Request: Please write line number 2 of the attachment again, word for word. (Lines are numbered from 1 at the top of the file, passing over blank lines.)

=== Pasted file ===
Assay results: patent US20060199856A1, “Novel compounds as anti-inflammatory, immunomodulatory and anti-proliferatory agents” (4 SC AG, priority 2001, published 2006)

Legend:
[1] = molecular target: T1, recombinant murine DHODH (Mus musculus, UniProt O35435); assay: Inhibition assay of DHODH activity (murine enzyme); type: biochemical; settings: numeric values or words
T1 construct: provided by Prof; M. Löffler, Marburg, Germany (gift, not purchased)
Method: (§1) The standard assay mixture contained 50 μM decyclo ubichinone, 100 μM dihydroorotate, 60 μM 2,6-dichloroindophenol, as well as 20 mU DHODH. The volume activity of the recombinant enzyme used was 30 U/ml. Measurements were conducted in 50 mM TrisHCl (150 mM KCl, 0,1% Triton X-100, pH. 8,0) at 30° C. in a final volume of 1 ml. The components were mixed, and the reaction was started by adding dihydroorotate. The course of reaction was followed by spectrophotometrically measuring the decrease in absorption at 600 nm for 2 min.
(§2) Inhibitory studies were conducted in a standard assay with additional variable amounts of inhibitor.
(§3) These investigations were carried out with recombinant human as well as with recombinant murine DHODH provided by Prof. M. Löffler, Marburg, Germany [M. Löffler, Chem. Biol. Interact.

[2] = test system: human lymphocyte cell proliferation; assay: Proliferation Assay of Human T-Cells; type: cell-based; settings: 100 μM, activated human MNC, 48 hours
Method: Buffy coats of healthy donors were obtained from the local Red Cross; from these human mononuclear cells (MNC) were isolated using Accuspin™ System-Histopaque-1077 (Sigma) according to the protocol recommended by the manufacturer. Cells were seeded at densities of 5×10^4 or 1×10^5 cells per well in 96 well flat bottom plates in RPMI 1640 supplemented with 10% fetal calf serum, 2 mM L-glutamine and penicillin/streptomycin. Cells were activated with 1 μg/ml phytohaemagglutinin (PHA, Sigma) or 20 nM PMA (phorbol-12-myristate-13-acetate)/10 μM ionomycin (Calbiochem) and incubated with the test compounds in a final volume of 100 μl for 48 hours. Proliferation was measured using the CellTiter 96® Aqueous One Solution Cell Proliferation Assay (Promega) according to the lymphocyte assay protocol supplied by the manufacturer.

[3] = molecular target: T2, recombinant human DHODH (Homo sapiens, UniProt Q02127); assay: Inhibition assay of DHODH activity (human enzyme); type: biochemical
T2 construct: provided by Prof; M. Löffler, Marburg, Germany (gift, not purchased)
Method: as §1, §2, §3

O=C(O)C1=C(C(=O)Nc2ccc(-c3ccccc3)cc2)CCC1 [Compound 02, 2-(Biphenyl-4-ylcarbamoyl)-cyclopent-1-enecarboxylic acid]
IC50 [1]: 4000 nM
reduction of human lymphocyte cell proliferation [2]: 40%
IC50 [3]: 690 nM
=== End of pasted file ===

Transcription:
Legend: